Limerick man who killed his dad was ‘fuelled by drink’

David Hurley


David Hurley

THE family of a Ballinacurra Weston man who died after he was assaulted by his son during a drink-fuelled row say he didn’t deserve to die the way he did.

THE family of a Ballinacurra Weston man who died after he was assaulted by his son during a drink-fuelled row say he didn’t deserve to die the way he did.

Forty eight-year-old Joseph ‘Joey’ O’Donnell from Hyde Road died in hospital a number of hours after he was assaulted at his home on October 1, 2010.

Last month, Gerard McNamara, aged 24, of Cedar Court, Kennedy Park pleaded guilty to the manslaughter of his father.

During a sentencing hearing on Monday, Patrick McCarthy SC, prosecuting, said the deceased man, his partner and his son had been drinking together at Mr O’Donnell’s home for several hours before a fight broke out.

He said both men were “steamed drunk” and that at one stage during the day Mr McNamara had bought a “slab of beer” at Fine Wines, Parnell Street having already consumed eight cans.

The Central Criminal Court was told both men were estranged and that at one point during the row Mr O’Donnell suggested he would require a paternity test to prove McNamara was his son.

He also joked that he loved him and attempted to hug him.

Mr McCarthy said the defendant “snapped” when Mr O’Donnell made disparaging remarks about his mother and suggested his (McNamara’s) Grandfather had been abusive towards him when he was a child.

The court was told that McNamara then knocked his father to the ground and that he was throwing “anything he could get his hands on” at his father including a beer can and pieces of furniture.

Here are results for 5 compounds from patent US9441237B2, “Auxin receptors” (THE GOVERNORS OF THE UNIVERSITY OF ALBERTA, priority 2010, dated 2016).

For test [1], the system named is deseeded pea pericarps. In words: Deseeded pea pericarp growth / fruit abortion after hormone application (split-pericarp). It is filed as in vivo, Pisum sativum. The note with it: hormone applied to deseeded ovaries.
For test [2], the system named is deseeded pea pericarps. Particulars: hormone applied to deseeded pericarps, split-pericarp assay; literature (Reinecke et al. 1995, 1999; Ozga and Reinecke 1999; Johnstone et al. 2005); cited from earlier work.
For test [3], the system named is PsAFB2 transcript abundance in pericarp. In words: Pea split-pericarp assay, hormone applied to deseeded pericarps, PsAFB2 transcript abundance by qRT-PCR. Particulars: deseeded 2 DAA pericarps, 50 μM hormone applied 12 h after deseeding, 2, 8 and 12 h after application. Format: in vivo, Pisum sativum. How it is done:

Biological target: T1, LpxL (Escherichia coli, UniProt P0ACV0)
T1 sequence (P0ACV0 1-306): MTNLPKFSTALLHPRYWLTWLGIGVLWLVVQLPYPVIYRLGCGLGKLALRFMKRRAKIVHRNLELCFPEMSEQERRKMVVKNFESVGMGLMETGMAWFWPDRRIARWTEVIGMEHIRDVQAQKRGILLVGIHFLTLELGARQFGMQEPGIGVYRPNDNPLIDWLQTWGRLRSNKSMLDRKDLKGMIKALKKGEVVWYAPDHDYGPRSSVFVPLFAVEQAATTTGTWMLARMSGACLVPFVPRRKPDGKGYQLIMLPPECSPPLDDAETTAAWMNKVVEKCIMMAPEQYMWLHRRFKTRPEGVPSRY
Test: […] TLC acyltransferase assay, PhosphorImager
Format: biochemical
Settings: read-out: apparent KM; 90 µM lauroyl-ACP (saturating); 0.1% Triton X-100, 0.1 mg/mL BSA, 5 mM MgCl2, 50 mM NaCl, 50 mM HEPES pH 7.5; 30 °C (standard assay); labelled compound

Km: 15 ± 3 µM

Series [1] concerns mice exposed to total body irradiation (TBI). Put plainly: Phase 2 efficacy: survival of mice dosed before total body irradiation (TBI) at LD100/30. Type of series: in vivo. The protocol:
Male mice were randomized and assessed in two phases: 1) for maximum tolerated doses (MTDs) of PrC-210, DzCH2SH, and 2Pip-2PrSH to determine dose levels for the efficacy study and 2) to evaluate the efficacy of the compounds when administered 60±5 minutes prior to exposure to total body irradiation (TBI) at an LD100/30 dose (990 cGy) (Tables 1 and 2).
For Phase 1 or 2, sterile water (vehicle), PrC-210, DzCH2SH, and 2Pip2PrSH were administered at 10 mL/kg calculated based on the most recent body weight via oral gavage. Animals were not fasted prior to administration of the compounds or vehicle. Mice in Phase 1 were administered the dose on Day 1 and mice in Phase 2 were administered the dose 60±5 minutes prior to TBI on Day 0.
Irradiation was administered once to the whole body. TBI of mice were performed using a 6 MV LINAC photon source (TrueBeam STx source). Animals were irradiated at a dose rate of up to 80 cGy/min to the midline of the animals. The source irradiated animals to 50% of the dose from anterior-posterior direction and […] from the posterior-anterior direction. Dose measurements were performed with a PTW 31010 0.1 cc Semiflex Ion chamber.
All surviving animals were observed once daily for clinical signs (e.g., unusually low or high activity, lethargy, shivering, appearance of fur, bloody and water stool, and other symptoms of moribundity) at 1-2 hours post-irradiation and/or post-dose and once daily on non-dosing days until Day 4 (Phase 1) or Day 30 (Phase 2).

Mr O’Donnell’s partner, Jean Coleman, told gardai that McNamara also kicked his father during the assault which lasted for over 20 minutes.

Gardai called to Mr O’Donnell’s home at around 3.30am after complaints were received from neighbours about a disturbance.

Mr McCarthy said the officers observed that Joseph O’Donnell has sustained facial injuries and that there was swelling under his left eye. “He declined medical treatment saying it was fine and that it was a family dispute,” said Mr McCarthy.

Mr Justice Paul Carney was told the deceased man went to bed after the gardai left and that his partner could not wake him at around 11am the following morning.

He died later that day at the intensive care unit of the Mid Western Regional Hospital.

In a victim impact statement, Anthony O’Donnell – Joseph O’Donnell’s older bother – said the death of his brother was a “great shock” to everyone who knew him.

He said his brother was “normal and inoffensive” and that he did not deserve to die the way he did.

“The loss of Joey has been a great strain on all our family and there isn’t a day that goes by that somebody doesn’t speak fondly about him,” he said.

Anthony Sammon SC, for Gerard McNamara, said his client was devastated and deeply remorseful and he said he will have to live with the consequences of what he did for the rest of his life.

Det Garda Pat Whelan, Roxboro, agreed that McNamara, who has 16 previous convictions, had co-operated fully with the garda investigation and that the incident had been “fuelled by drink”.

Mr Justice Carney will impose sentence next Monday, July 23.